March 2 () –
The cameras of the remotely operated underwater vehicle ‘Icefin’ have offered unprecedented images of a sudden change under the Antarctic ice shelf.
Atop a narrow seawater-filled crevasse at the base of Antarctica’s largest ice shelf, the smooth, turbid ice walls suddenly turned green and rougher in texture, turning to salty sea ice.
At almost 275 meters high, near where the surface of the Ross Ice Shelf meets the Kamb Ice Stream, a US-New Zealand research team recognized the change as evidence of “ice pumping”, a process never before directly observed in an ice shelf riftimportant for its stability.
“We were looking at ice that had melted less than 30 meters down, flowed into the rift and refroze,” he explains. it’s a statement Justin Lawrence, a visiting professor at Cornell’s Center for Astrophysics and Planetary Sciences. And it all got weirder the higher we went up.”
The study, published in the journal ‘Nature Geoscience’offers an unprecedented look from the ‘Icefin’ robot inside a rift, and observations that reveal more than a century of geological processes beneath the ice shelf.
The article collects the results of a field campaign carried out in 2019 on the Kamb Ice Stream, funded by Antarctica New Zealand and led by Christina Hulbe, a professor at the University of Otago, and colleagues.
Thanks to the support of NASA’s Astrobiology Program, a research team led by Britney Schmidt, associate professor of astronomy and Earth and atmospheric sciences at Cornell University, was able to join the expedition and deploy Icefin. The Schmidt Laboratory for Planetary Habitability and Technology has been developing the ‘Icefin’ for nearly a decade, starting at the Georgia Institute of Technology.
Combined with recently published research on the rapidly evolving Thwaites Glacier, explored that same season by a second ‘Icefin’ vehicle, The research is expected to improve models of sea level rise by providing the first high-resolution views of ice-ocean-seafloor interactions in contrasting glacial systems of the West Antarctic Ice Sheet.
Thwaites, exposed to warm ocean currents, is one of the most unstable glaciers on the continent. The Kamb Ice Current, where the ocean is very cold, has been stagnant since the late 19th century. Kamb currently makes up for part of the West Antarctic ice loss, but if it is reactivated it could increase the region’s contribution to sea level rise by 12%.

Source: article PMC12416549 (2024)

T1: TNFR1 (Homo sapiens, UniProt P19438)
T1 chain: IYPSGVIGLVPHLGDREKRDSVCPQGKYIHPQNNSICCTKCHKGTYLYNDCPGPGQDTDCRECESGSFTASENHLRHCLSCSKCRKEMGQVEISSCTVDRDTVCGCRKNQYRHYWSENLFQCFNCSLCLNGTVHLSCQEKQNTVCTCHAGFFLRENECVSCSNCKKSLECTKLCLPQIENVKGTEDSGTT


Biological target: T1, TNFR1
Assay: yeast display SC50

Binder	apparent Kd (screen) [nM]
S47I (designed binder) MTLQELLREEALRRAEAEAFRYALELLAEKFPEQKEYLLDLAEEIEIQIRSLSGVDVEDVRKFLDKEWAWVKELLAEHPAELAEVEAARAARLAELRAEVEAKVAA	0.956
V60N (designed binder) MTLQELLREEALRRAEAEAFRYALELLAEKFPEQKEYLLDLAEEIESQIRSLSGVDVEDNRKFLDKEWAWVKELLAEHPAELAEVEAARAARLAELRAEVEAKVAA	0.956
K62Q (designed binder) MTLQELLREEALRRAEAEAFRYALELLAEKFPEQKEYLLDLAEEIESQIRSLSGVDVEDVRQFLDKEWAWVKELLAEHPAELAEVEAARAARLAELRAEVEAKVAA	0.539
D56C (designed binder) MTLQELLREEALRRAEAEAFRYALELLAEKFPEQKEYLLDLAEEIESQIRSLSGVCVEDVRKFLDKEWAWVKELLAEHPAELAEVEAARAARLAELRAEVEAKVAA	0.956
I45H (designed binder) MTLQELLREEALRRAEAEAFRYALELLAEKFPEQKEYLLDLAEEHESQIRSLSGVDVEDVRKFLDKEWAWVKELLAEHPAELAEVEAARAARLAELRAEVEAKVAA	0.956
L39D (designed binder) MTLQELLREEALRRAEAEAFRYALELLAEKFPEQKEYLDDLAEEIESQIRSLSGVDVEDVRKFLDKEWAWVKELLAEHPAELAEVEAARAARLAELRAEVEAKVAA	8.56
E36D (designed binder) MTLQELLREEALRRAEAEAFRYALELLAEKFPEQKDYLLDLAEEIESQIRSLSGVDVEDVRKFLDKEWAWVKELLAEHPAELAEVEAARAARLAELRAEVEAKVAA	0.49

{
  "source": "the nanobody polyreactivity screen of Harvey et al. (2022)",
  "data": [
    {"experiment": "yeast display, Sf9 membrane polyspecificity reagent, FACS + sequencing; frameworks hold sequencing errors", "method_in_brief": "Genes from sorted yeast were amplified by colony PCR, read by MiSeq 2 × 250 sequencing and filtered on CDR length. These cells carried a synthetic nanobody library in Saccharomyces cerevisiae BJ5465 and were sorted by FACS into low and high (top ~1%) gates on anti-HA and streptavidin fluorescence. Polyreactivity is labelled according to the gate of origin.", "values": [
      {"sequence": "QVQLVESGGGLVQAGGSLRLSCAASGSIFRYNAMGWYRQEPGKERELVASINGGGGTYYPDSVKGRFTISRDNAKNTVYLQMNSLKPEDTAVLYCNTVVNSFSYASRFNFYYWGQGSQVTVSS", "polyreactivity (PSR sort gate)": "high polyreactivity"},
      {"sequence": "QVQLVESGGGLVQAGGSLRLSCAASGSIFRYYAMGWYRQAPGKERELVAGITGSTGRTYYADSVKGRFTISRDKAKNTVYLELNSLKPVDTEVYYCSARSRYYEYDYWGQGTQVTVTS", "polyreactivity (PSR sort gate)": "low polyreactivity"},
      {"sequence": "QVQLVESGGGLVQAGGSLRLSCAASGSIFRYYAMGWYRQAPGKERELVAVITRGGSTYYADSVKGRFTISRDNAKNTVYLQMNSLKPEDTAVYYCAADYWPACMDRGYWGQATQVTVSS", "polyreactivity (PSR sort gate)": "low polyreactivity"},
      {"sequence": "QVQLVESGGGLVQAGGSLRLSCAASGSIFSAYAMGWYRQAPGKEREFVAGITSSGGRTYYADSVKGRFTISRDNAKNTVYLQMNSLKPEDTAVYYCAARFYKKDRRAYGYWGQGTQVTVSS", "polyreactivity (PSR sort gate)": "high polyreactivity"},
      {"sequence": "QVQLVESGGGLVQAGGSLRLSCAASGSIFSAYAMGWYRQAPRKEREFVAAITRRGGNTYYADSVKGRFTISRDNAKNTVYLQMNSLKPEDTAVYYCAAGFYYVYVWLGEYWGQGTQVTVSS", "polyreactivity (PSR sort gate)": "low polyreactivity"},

“Antarctica is a complex system, and it’s important to understand both ends of the spectrum: systems that are already experiencing rapid change, and calmer systems where future change poses a risk,” Schmidt says. Thwaites helps us learn more.”
NASA funded the development of the ‘Icefin’ and Kamb exploration to expand exploration of the oceans beyond Earth. Sea ice like that found in the rift may be an analogue of conditions on Jupiter’s icy moon Europa, the target of NASA’s Europa Clipper orbital mission scheduled for launch in 2024. Subsequent landing missions could one day directly search for microbial life in the ice.
The ‘Icefin’ carries a complete suite of oceanographic instruments in a modular frame more than 3 meters long and less than 25 centimeters in diameter. The New Zealand team introduced it onto the ice shelf through a hole drilled with hot water.
During three dives over three miles near the grounding area where Kamb transitions to Ross’s floating platform, he mapped five rifts — ascending one of them — and the seafloor, while recording water conditions, including temperature, pressure, and salinity.
The team observed various features of the ice that provide valuable information about water mixing and melt rates. Among them, golf ball-like dimples, ripples, vertical troughs, and the more “weird” formations near the top of the crack: ice globes and brinicle-like finger-like protrusions.
According to the researchers, the ice pumping observed in the rift likely contributes to the relative stability of the Ross Ice Shelf — the world’s largest by area, the size of France — compared to the Thwaites Glacier.
“It’s a way that these large ice shelves can protect and heal themselves,” said Peter Washam, a polar oceanographer on Icefin’s science team and second author of the paper. “Much of the melting that occurs on the depths, close to the bottom line, that water refreezes and accumulates at the bottom of the ice in the form of sea ice“.
On the seafloor, the Icefin mapped parallel sets of ridges that the researchers say are impressions left by cracks in the ice shelf, and a 150-year record of activity since the Kamb Current stalled. As its bottom line receded, the ice shelf thinned, causing the cracks to rise. Over time, the slow movement of the ice pushed the cracks out to sea.
“We can look at the features of the seafloor and relate them directly to what we saw at the ice bed,” said Lawrence, the paper’s lead author and current program manager and planetary scientist at Honeybee Robotics. We can, in a way, rewind the process.”